The Offshore Voyaging Reference Site

Weather Analysis—Part 2, Strategic

In the last chapter I shared how I analyze the weather to plan cruises for four to five days out from forecast time—tactical analysis.

In this one I’m going to move on to looking out as much as two weeks (strategic analysis) and how we can use that process to plan safer and more fun cruises.

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Michael Jack

Great stuff, John. I am setup with the tools and started doing the process daily thanks to the first 3 articles. I hope to have this totally imbedded in my head by the beginning of the next season (it can take that long). I had to laugh at your description of North Sea and North Atlantic weather as most of what I read is by folks in your part of the world or the West Coast of the US none of which I recognize especially around the lovely neat progression of fronts. This is what today’s surface pressure chart looks like in my cruising area. It’s a hydra-headed monster (thank god I am not on board even moored):

Mike Evans

hi John, interesting article, thanks, do you think the tools in PredictWind allow you to do enough analysis for this type of passage planning?

I find it easy to use.


John, great advice. I put the starlink on the boat last summer for my cruise into the straight of Belle Isle. The weather was dissapointing but being able to easily look 15 days out at the trends allowed me to be much more strategic than in years past. I use TZ Navigator Professional and because of the download speed the area of my full Grib downloads i could watch weather windows develop and warch the three Hurricanes carefully finally making the dash fron Port au Basque thru the Bras dOr Lunenberg to Portland comfortably with the wind aft except for Lunenberg to Cape sable to escape before Lee entered the Gulf of Maine. Starlink is a disruptive technology. There is one feature of TZ Navigator that is worth nebtioning. There is the 15 day metragram wind speed gusts direction, wave heights, wave direction, précipitation, cloud cover.barimetric presdurec Wow! All untouched by the human mind! Beware!

This two week information pannel on the screen is associated with a little orange dot that one can move around with the cursor. The metrogram for the two weeks then reflects the weather for that particular location.

For a person who circumnavigated in the 1970s with only a baromeer eyeballs and SSB for weather this is absolutely astounding. I had to laugh the weather people asked us what the weather was before they made the forecast.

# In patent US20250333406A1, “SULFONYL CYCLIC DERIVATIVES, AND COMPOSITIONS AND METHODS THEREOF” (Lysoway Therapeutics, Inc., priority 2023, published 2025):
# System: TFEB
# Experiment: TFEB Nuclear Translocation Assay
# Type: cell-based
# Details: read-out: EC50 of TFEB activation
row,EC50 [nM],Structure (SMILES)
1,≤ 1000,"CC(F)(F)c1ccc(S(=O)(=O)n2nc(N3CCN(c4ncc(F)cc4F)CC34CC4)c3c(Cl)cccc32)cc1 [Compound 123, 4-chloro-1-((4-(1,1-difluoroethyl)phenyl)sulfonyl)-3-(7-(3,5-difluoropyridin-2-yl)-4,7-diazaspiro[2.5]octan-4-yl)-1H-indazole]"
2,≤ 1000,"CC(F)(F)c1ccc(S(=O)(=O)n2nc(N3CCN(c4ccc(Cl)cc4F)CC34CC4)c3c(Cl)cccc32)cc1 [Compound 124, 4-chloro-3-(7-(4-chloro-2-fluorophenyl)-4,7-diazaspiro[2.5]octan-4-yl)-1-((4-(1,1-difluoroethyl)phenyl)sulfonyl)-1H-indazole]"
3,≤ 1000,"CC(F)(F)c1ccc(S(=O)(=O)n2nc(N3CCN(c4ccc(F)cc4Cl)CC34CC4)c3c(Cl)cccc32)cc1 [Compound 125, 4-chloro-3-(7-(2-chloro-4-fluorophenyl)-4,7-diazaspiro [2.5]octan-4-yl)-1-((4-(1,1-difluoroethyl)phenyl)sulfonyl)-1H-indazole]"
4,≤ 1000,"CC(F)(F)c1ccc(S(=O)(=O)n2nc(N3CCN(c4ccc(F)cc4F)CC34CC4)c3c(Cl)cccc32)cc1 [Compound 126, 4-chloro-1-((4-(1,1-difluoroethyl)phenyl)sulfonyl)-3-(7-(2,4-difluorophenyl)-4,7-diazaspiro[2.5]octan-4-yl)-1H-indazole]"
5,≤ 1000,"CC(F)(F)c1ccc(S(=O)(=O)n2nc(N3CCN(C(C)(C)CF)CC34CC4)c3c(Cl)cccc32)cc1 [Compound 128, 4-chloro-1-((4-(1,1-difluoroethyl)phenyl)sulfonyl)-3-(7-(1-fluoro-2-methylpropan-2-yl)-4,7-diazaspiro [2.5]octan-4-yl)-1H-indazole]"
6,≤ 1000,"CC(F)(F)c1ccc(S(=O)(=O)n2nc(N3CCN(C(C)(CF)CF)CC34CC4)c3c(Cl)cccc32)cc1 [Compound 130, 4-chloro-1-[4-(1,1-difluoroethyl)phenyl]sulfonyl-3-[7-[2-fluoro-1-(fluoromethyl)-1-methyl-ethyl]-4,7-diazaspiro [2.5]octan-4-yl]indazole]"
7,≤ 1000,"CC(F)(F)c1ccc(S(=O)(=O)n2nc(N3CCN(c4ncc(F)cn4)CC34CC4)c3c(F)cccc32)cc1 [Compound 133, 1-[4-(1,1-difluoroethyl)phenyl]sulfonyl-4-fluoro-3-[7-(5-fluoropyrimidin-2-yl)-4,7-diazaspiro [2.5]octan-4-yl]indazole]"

As you pointed out unless you are looking for more wind aft of the beam or pressed to vacate somewhere that is going to get really nasty there is no excuse to get hammered any more.

Besides I am getting too old to feel exuberation from being in a washing machine.

Matt Marsh

The whole idea of being able to run a global weather simulation on a supercomputer is, itself, relatively recent. So is the network that allows that model to be initialized with millions of points of properly calibrated satellite, ODAS, and ground station data.
It wasn’t that long ago that “oh, a ship at approximately L…. Lo…. radioed in 30 knots gusting 40 from the southeast, barometer 995 and falling, temperature 17°C” was the only initialization point for a forecast spanning 50,000 square miles.

I want to emphasize the importance of the initialization data in these models. The physics and mathematics behind GFS and ECMWF are a *very* close match to reality. However, multiphysics models in general are very sensitive to initialization and boundary conditions. In an area where ground stations and ODAS buoys are sparse, you need to make assumptions about how to fill in the gaps, and small changes in these assumptions often lead to big changes in the result.

I find considerable value in looking at ensemble runs and consecutive runs for long-term strategic purposes, as long as enough bandwidth to get them is available. If there is relatively little spread between different runs, that implies a relatively high confidence in the result. Significant differences between consecutive model runs, or between different runs in an ensemble, strongly imply that there’s some chaos or uncertainty in the initial conditions, leading to a low confidence in the results and a high probability of worse-than-expected conditions at any given point and time far in the future.

And I definitely would not want to be without the human-made charts. Model runs alone are, as John has pointed out many times, dangerous to rely on without skilled human interpretation, and the good old fronts-and-isobars charts are an essential part of that.